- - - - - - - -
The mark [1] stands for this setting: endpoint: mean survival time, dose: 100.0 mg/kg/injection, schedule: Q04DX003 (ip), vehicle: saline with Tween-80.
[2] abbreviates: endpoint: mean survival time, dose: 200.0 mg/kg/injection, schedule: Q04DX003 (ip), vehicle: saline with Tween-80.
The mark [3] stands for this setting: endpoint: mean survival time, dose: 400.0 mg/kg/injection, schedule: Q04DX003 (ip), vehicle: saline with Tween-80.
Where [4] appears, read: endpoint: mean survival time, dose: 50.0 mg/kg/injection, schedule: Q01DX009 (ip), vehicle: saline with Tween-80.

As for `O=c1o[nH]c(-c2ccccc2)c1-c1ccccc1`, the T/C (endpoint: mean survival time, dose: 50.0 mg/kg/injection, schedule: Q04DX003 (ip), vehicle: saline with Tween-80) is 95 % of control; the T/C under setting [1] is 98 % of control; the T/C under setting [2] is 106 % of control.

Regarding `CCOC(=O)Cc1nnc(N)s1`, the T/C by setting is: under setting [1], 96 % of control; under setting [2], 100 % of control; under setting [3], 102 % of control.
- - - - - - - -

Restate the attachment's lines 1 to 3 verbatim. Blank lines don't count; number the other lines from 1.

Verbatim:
The mark [1] stands for this setting: endpoint: mean survival time, dose: 100.0 mg/kg/injection, schedule: Q04DX003 (ip), vehicle: saline with Tween-80.
[2] abbreviates: endpoint: mean survival time, dose: 200.0 mg/kg/injection, schedule: Q04DX003 (ip), vehicle: saline with Tween-80.
The mark [3] stands for this setting: endpoint: mean survival time, dose: 400.0 mg/kg/injection, schedule: Q04DX003 (ip), vehicle: saline with Tween-80.